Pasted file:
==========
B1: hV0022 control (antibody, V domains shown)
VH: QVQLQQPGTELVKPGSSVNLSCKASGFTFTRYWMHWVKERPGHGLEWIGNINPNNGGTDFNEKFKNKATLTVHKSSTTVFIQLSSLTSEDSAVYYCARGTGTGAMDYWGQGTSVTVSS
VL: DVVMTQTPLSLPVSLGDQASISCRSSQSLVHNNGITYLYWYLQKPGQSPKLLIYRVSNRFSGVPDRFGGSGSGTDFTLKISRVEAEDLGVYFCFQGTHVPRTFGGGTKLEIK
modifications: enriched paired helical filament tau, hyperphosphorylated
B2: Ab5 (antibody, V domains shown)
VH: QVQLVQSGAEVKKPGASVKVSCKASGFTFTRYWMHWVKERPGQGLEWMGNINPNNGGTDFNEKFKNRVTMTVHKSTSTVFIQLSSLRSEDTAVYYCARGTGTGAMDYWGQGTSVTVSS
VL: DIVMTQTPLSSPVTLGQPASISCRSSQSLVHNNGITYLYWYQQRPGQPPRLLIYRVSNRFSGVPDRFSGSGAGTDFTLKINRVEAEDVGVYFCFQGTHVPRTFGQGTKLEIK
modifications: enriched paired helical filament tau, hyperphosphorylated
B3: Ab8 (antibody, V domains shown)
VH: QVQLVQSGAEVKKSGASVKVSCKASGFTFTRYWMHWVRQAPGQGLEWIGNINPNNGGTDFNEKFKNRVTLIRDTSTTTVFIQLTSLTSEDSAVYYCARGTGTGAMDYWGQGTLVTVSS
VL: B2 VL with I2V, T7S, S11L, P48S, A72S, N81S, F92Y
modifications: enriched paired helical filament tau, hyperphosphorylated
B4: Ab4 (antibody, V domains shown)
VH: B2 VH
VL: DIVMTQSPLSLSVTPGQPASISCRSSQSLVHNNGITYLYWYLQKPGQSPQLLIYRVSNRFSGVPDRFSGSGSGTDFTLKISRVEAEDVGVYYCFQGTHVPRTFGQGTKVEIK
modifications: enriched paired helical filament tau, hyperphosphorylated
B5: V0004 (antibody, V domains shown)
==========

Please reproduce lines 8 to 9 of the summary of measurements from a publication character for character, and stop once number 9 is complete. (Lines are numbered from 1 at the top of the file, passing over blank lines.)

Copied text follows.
modifications: enriched paired helical filament tau, hyperphosphorylated
B3: Ab8 (antibody, V domains shown)